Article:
Re: Train service early 1900s between Milwaukee and Dickinson, N.D.

Laura Thompson

Thank you Dave for the detailed information. Interestingly enough, I purchased the paperback of yours and Ms. Hatter, From the Banat to North Dakota, and it arrived soon after your email. What a terrific read! Full of train information, too. I hope everyone has the opportunity to read it. I plan on reading it a second time. Laura

Quoting Dave Dreyer <ddreyer@...>:

In 1910 the Northern Pacific was running four East bound passenger trains daily through Dickinson.  The schedule was
Train No.    Arrival                           DepartureNo 1           1.10 AM                  1.15 AMNo 3          2.00 PM                 2.10 PMNo 5         11.55 PM                12.05 AMNo 7         4.00 PM                   4.10 PM 
The schedule of the West bound trains, No 2,3,6,8, was similar.If I have it right, trains 1,3 and 7 were mail trains so could have been through trains to St Paul but certainly would have required stops along the way to change locomotives.The Milwaukee Road built up from the South along the Cannonball river initially as far as New England.  Eventually both the Milwaukee and the Great Northern built connections with the Northern Pacific but it would have been a hassle for passengers to take either of these from SW North Dakota.The North Dakota Banaters even discussed building their own branch line in the Lefor area to connect with the NP but this was abandoned at the beginning of World War I.  On a side note.The Union Pacific gets all the credit for fielding big locomotives.  But the Norther Pacific was second to none when it came to big motive power with their massive Yellowstone and Challenger classes of articulateds .  It must truly have been an impressive sight to see one of these big guys come pounding through one of the little prairie towns like Gladstone or Taylor in the inter war years.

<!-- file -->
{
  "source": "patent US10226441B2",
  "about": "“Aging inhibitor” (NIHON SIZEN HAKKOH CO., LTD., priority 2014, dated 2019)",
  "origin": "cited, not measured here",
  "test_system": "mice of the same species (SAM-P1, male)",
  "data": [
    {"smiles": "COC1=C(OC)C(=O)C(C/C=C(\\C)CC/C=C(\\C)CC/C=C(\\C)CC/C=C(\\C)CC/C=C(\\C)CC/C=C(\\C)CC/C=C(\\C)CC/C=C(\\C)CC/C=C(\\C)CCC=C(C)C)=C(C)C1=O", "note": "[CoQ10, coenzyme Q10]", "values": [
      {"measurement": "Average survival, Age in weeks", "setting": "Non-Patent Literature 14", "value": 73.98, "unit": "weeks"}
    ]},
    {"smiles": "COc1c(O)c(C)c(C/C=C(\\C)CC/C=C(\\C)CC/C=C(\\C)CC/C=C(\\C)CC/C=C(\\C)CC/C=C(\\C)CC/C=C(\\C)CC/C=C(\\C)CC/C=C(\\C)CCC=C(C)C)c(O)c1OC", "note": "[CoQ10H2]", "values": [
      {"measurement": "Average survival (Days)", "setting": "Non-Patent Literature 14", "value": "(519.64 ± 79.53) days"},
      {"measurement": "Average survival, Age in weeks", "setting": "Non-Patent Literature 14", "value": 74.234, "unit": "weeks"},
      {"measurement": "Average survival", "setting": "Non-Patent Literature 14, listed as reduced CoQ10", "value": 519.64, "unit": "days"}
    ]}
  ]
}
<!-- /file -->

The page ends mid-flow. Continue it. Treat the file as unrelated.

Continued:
Dave Dreyer On Sunday, March 14, 2021, 12:43:44 PM PDT, lthomps <lthomps@...> wrote:

The research tool, Newspapers, Inc., provided me with surprise entries 
that showed my teenage grandmother and her mother in Dickinson, North 
Dakota, soon after the death of her father, Heinrich Mahalek, in 1912 
in Milwaukee, WI. They had visited their Hubof(v)relatives. They were 
going to return to Milwaukee Nov. 1913. That prompted my curiosity as 
to travel conditions. Research indicated that by 1898, N.D.'s network 
had transformed from the single Northern Pacific main line between 
Fargo and Bismarck to three transcontinental main lines and a network 
of branches. The Chicago, Milwaukee and St. Paul had built across 
southern Minnesota and into southern Dakota territory by the late 
1910s. Also, the C&NW railroad provided direct connections to Chicago 
that by-passed the Twin Cities.  I couldn't help wondering what 
choices they had made.  Laura Thompson


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